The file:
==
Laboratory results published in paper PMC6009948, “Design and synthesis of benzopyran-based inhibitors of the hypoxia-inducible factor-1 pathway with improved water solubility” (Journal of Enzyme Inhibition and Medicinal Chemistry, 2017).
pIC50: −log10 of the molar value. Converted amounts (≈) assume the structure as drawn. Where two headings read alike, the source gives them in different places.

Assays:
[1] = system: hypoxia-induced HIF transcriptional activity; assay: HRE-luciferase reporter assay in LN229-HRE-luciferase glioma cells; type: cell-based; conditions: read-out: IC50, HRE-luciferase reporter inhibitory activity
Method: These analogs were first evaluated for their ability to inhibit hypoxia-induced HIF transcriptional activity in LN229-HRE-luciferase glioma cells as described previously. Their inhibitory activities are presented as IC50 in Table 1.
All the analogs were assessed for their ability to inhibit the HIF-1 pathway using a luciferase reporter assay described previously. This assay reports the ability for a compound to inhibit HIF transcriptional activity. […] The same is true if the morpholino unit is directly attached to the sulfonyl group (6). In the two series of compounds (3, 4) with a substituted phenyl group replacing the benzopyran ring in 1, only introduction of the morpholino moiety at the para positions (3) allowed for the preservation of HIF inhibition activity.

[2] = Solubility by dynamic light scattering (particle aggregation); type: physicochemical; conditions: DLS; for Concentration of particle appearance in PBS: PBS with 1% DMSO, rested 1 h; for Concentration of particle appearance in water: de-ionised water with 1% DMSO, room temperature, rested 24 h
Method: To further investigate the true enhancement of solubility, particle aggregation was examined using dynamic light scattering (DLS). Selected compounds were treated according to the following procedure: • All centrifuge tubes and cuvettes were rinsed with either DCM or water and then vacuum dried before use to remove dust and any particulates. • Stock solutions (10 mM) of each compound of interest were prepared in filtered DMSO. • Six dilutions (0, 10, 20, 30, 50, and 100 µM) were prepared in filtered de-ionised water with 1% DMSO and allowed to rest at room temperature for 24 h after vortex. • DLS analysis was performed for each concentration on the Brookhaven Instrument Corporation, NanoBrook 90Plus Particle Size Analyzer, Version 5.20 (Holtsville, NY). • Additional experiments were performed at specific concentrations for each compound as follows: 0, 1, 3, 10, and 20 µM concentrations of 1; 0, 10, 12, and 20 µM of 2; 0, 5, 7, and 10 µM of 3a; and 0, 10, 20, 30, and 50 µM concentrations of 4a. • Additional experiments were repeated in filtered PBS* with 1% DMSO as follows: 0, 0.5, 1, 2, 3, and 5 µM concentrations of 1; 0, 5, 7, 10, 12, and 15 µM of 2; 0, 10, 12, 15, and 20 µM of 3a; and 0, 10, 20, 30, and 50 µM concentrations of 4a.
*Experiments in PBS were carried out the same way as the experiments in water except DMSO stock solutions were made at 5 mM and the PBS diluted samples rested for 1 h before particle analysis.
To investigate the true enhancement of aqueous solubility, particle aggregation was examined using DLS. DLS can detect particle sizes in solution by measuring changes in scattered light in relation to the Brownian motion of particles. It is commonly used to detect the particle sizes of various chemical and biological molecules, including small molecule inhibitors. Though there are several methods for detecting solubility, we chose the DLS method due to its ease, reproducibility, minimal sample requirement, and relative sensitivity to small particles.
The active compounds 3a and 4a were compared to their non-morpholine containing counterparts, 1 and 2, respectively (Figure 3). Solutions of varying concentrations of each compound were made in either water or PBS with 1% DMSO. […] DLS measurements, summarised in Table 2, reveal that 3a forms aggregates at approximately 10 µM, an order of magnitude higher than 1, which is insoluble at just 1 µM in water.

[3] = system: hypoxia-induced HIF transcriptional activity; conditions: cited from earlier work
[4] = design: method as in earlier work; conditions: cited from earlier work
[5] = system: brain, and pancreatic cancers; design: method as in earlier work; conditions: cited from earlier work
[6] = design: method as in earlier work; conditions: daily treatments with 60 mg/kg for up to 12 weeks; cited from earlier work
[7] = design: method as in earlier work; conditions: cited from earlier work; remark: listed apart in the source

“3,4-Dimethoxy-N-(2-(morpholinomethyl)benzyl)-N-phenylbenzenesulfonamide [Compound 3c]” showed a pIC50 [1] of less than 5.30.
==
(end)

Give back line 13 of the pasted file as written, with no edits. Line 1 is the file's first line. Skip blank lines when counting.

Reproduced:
[4] = design: method as in earlier work; conditions: cited from earlier work